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Assessment of an extended version of the Jenkinson–Collison classification on CMIP5 models over Europe

Noelia Otero, Jana Sillmann, Tim Butler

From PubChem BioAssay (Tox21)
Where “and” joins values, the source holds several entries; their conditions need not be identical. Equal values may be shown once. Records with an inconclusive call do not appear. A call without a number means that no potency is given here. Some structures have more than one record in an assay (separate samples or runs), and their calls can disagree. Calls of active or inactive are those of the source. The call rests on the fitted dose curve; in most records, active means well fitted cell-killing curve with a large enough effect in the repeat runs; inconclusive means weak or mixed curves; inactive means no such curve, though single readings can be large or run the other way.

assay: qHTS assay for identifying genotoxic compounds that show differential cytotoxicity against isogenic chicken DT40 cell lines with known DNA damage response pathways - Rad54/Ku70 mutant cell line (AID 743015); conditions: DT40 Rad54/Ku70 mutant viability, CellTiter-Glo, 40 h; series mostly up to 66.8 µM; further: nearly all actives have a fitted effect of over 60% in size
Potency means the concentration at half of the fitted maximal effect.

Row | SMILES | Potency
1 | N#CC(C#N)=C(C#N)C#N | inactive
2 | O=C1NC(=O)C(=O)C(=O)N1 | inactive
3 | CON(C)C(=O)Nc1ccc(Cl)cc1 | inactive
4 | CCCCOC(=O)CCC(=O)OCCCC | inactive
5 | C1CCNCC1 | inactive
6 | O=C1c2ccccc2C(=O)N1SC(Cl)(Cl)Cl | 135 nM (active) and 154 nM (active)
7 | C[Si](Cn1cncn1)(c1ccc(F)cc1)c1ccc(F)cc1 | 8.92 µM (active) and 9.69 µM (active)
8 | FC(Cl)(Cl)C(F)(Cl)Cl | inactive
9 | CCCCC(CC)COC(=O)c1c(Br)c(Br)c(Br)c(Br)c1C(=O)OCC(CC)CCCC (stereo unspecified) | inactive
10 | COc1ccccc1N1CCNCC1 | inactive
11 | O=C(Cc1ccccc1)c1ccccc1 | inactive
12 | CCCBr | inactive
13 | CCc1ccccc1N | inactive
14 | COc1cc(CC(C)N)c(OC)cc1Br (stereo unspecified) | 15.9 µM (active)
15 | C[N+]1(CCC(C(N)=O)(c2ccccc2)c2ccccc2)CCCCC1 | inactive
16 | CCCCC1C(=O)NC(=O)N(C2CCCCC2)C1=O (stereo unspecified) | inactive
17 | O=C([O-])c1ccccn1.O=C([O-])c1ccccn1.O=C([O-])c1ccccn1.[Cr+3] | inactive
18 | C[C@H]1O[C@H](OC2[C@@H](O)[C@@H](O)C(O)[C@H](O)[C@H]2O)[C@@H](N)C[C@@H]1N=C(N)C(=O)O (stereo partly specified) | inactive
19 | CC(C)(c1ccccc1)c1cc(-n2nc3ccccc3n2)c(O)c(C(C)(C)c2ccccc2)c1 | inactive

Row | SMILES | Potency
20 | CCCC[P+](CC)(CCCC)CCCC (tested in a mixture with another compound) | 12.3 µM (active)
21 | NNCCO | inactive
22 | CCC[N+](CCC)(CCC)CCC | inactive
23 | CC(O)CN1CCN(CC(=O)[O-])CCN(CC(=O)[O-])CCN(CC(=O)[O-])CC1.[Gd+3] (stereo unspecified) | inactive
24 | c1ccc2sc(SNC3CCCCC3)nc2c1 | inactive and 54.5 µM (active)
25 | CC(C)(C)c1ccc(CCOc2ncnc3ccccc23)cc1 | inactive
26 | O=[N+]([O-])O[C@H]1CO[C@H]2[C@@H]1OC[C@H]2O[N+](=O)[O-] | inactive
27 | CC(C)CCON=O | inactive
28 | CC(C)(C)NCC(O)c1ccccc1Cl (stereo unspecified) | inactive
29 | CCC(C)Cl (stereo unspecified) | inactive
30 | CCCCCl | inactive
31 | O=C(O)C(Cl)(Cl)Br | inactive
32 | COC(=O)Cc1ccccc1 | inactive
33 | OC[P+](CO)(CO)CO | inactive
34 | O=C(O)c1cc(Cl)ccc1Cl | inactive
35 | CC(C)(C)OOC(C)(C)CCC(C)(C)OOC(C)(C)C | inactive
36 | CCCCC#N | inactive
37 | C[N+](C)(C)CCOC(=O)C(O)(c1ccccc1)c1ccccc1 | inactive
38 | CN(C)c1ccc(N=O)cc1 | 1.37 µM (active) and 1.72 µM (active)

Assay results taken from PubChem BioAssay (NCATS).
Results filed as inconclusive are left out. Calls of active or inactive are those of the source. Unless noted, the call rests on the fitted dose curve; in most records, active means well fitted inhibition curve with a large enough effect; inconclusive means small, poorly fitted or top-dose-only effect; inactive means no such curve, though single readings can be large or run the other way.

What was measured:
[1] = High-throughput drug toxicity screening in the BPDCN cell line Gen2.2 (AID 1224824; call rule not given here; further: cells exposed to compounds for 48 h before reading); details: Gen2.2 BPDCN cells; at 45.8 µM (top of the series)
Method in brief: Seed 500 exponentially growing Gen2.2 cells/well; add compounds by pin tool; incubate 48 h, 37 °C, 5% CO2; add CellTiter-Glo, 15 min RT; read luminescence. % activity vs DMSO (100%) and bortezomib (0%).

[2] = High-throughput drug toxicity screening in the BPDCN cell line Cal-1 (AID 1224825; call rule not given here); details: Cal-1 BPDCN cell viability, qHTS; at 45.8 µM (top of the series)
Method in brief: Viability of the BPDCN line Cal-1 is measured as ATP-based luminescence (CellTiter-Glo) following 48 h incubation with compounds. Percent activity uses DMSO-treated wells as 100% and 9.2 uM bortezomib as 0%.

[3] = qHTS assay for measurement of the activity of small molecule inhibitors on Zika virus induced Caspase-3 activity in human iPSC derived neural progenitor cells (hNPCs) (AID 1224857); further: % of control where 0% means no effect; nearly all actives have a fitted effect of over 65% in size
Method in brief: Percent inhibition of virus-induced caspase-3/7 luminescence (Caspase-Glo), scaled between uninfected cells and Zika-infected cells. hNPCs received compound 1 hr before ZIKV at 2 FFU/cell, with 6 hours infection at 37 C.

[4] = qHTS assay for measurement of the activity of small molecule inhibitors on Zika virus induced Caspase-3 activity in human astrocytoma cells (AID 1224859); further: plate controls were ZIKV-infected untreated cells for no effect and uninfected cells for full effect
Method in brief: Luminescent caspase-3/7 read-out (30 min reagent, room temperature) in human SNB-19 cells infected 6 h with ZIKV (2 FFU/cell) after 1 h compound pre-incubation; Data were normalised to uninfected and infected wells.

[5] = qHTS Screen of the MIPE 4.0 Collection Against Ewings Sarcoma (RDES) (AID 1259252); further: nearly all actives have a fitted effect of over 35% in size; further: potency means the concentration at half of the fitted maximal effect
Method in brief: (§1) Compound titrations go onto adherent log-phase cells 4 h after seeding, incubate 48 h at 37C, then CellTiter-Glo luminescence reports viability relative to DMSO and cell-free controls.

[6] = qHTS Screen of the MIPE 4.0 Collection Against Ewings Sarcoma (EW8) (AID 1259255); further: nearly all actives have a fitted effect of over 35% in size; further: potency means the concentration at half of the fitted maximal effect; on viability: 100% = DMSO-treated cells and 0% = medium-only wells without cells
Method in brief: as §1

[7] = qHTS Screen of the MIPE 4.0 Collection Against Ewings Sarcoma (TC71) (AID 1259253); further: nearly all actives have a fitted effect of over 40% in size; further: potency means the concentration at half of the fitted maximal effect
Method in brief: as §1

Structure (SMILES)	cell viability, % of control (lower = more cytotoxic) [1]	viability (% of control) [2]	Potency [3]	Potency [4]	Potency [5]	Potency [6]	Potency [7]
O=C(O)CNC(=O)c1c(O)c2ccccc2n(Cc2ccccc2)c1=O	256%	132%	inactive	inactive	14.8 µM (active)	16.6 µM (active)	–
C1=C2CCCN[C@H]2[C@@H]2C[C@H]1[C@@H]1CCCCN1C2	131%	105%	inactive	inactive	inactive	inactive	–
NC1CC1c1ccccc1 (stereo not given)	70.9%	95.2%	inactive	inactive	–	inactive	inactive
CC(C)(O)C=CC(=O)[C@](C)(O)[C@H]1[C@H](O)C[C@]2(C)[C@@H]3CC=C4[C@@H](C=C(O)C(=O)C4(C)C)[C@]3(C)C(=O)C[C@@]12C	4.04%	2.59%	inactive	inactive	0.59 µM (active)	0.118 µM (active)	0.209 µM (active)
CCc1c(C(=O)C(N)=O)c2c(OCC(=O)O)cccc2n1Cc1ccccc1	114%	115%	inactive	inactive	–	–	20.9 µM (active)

A gridded, geographically extended weather type classification has been developed based on the Jenkinson–Collison (JC) classification system and used to evaluate the representation of weather types over Europe in a suite of climate model simulations. To this aim, a set of models participating in the Coupled Model Intercomparison Project Phase 5 (CMIP5) is compared with the circulation from two reanalysis products. Furthermore, we examine seasonal changes between simulated frequencies of weather types at present and future climate conditions. The models are in reasonably good agreement with the reanalyses, but some discrepancies occur in cyclonic days being overestimated over North, and underestimated over South Europe, while anticyclonic situations were overestimated over South, and underestimated over North Europe. Low flow conditions were generally underestimated, especially in summer over South Europe, and Westerly conditions were generally overestimated. The projected frequencies of weather types in the late twenty-first century suggest an increase of Anticyclonic days over South Europe in all seasons except summer, while Westerly days increase over North and Central Europe, particularly in winter. We find significant changes in the frequency of Low flow conditions and the Easterly type that become more frequent during the warmer seasons over Southeast and Southwest Europe, respectively. Our results indicate that in winter the Westerly type has significant impacts on positive anomalies of maximum and minimum temperature over most of Europe. Except in winter, the warmer temperatures are linked to Easterlies, Anticyclonic and Low Flow conditions, especially over the Mediterranean area. Furthermore, we show that changes in the frequency of weather types represent a minor contribution of the total change of European temperatures, which would be mainly driven by changes in the temperature anomalies associated with the weather types themselves.

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